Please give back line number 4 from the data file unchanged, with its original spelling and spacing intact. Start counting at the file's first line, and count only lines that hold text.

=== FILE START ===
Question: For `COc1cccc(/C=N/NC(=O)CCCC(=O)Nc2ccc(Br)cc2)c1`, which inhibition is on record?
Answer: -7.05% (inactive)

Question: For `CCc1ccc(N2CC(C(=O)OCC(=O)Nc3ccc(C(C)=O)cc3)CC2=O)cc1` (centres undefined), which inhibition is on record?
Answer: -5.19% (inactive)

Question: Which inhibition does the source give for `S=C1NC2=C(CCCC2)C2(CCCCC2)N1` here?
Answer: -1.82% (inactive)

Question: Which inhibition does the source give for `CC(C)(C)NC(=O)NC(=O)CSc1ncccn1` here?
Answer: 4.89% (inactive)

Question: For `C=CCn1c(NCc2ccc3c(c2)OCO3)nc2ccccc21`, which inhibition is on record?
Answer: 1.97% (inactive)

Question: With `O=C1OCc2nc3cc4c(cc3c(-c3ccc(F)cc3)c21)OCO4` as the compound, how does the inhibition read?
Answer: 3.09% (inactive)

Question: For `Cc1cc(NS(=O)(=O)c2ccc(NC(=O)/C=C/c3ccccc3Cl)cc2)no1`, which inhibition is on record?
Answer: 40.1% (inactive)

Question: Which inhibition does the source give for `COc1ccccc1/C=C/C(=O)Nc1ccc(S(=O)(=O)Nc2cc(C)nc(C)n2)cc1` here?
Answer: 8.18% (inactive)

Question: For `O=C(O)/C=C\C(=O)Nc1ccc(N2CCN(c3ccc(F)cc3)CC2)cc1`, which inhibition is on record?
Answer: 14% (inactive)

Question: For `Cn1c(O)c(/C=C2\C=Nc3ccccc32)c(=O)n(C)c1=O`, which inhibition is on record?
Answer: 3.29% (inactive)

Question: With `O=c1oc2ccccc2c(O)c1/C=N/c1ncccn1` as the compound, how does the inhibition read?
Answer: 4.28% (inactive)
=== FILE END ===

Answer: -5.19% (inactive)